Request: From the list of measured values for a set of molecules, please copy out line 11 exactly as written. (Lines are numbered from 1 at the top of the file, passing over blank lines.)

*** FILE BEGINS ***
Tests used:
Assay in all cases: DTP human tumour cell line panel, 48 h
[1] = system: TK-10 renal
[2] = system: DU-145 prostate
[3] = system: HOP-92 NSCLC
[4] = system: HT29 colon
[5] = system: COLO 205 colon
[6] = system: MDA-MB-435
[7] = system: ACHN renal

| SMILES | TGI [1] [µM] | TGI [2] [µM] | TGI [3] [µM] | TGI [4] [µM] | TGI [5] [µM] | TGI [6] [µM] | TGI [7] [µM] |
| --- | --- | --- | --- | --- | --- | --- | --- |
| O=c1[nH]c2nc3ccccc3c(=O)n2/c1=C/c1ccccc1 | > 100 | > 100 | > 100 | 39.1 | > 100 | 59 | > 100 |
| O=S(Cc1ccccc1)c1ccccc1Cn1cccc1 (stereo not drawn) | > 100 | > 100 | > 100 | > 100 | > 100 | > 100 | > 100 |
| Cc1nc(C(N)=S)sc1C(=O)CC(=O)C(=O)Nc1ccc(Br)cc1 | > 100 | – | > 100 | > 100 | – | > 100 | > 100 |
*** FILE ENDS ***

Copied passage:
| --- | --- | --- | --- | --- | --- | --- | --- |